As I've mentioned a number of times, FIQL can help with expressing the advanced search conditions in a compact and easy to understand syntax.
The queries like "find all the books published before a given date" are very easy to type in FIQL and extending this query with a restriction like "and having the page count between 80 and 100 pages or less than 20" is quite straightforward too, manually, or with the help of the client FIQL builder.
However, what if one would like to do a query involving multiple entities, for example, "find the library in a preferred location where all the books published before a given date and written by more than 2 authors are available" ? Or imagine or more interesting query if you'd like.
This bit, "where all the books published before a given date and written by more than 2 authors" is an easy one to support with the CXF search extension. The question is, how to structure the advanced query such that Book entities matching the arbitrary complex query are selected first and then a Library entity is checked per every Book on whether it matches its own selection criteria or not.
Another question is how to express the requirement that it is actually "the list of books", "published before a given date and written by more than 2 authors and available in one of the libraries in a preferred location", that has to be returned to a user.
As you can see, there are at least two main requirements to deal with. First one is how to let users choose which entity (among a number of entities being matched) is actually returned which affects the response representation. Second one is how to do an advanced query involving multiple entities at the level of the JAX-RS application handling such a query.
The good news is that the first requirement can be easily managed with the help of URI path and/or query components. For example, an expression like "/books[date=le=2012-02-11]/library" can be used to find all the libraries having the matching books, and the one like "/library(dist=lt=10;dist=gt=5)/books(date=le=2012-02-11)" can get all the books matching a given search criteria available in a library within a 10 km range from some well-known location (such as the city center) but not closer than 5 (given that the parking is not free within a 5 km range).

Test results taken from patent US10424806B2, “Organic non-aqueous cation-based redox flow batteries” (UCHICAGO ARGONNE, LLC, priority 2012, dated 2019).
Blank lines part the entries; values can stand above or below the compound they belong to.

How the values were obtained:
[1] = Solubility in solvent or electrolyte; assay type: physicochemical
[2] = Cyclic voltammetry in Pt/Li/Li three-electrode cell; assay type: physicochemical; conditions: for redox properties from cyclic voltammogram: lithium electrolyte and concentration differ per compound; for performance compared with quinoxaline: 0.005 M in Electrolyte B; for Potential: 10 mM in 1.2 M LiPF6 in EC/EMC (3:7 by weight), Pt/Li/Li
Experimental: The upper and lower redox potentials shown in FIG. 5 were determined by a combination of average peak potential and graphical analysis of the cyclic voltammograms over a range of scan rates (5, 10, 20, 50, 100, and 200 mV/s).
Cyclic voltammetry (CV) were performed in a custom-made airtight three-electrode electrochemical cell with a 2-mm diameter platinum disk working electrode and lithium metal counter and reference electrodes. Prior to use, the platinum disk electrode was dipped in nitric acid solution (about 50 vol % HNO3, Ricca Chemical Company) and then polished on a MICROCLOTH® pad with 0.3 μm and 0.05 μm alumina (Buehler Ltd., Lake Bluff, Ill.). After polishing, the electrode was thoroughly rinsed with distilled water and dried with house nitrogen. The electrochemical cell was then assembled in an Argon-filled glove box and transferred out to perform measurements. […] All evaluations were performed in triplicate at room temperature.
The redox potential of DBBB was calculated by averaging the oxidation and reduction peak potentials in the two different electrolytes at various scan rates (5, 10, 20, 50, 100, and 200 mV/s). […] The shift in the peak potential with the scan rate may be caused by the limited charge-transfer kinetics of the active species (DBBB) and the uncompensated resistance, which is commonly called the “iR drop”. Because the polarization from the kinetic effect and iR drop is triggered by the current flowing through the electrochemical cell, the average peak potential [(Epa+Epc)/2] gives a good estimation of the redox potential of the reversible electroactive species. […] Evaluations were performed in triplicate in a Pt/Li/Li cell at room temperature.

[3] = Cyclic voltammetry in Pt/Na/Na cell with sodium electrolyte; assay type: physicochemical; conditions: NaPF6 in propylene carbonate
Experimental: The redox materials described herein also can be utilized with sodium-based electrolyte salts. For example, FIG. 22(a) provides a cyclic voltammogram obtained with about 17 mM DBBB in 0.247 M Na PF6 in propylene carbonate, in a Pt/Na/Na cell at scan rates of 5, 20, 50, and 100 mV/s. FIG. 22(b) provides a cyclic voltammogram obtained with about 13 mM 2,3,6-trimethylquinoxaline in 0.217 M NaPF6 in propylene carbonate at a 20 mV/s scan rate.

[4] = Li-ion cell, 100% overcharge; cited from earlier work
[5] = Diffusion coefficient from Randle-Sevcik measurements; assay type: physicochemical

It is really up to the designer of the service how to get the actual expressions captured, which characters to use to mark them, example "[" and "]", "(" and ")" or ";" and how to support the selective retrieval of the entities involved in the multi-entity search. See this section for more examples.
Yet another good news is that a complex multi-entity query can be managed pretty easily at the JAX-RS resource level, see this section for a number of options on how it might be done. Note how multiple FIQL expressions can be handled.
What is mentioned there is that it can be more optimal to get say JPA to execute a JOIN like query at a database level in one go as opposed to getting it to find a list of entities matching the first FIQL expression, then doing the follow-up in-memory match against the selected entities.
Right now CXF can not automate the process of creating a JPA TypedQuery or SQL expression which can 'span' the multiple entities - this is the next task, and in meantime please experiment with the demonstrated approach and see how it fares against the one involving the composite JOIN-like queries. Alternatively, introspect the captured search conditions as shown in this section and build a composite query in the code.
Please also have a look at the OData4J project and check how the advanced queries can be managed there.
Finally, I'd like to answer on the following question: why one would worry about offering such a search interface to users, would it not be simpler to offer a Google-like search interface where one enters a few words and gets the list of matching data pages ? I think that when one creates a service for exposing the data with the known properties and relationships, the opportunity is there to offer an optimized search engine for users to get the customized search experience.